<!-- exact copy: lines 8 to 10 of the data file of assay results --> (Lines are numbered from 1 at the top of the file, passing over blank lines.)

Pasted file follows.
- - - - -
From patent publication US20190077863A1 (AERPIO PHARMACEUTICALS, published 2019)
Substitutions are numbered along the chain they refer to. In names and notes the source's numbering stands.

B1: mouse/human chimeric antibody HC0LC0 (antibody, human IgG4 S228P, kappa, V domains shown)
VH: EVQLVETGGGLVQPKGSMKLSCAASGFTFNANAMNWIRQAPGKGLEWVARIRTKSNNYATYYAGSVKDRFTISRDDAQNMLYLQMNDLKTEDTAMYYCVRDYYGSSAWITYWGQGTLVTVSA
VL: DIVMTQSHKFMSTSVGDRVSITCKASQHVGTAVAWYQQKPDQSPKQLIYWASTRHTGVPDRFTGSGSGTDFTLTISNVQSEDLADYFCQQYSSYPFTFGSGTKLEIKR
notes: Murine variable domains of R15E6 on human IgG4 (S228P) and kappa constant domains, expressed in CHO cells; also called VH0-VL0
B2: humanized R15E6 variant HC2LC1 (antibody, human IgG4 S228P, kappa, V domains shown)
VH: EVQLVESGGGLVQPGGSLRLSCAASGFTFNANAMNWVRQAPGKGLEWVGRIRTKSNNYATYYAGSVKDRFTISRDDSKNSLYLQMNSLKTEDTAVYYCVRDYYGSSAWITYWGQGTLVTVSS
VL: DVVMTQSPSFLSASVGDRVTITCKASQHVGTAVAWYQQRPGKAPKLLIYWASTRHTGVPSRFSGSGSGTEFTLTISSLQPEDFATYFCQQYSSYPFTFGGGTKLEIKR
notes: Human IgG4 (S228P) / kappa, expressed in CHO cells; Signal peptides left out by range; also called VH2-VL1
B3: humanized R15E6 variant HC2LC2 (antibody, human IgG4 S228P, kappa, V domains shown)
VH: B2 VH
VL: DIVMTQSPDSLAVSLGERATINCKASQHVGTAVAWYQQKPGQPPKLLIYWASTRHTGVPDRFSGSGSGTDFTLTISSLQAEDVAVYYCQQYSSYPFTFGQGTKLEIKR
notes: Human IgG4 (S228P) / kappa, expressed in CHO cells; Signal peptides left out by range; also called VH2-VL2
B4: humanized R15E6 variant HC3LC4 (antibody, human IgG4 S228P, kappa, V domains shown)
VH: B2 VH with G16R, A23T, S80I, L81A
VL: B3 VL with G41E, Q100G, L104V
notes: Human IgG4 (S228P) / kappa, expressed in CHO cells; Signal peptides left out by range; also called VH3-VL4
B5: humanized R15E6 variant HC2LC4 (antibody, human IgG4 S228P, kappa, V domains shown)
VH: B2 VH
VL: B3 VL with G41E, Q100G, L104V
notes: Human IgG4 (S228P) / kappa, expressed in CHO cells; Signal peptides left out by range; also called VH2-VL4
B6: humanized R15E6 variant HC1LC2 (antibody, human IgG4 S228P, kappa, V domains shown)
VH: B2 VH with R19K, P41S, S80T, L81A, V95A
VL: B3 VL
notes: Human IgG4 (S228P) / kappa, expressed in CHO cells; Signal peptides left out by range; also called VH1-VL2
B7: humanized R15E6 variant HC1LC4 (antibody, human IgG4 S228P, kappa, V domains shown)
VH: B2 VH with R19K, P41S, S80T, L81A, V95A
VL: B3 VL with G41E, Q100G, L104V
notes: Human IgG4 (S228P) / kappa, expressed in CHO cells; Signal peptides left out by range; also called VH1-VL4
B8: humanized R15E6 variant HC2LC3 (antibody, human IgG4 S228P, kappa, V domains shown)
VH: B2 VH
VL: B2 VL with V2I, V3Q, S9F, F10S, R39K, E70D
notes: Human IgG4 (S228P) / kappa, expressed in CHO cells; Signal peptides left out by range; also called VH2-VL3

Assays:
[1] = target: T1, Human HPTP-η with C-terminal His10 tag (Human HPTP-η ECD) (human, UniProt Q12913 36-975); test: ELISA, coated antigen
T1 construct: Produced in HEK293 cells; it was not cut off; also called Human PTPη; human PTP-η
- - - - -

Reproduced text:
VH: EVQLVESGGGLVQPGGSLRLSCAASGFTFNANAMNWVRQAPGKGLEWVGRIRTKSNNYATYYAGSVKDRFTISRDDSKNSLYLQMNSLKTEDTAVYYCVRDYYGSSAWITYWGQGTLVTVSS
VL: DVVMTQSPSFLSASVGDRVTITCKASQHVGTAVAWYQQRPGKAPKLLIYWASTRHTGVPSRFSGSGSGTEFTLTISSLQPEDFATYFCQQYSSYPFTFGGGTKLEIKR
notes: Human IgG4 (S228P) / kappa, expressed in CHO cells; Signal peptides left out by range; also called VH2-VL1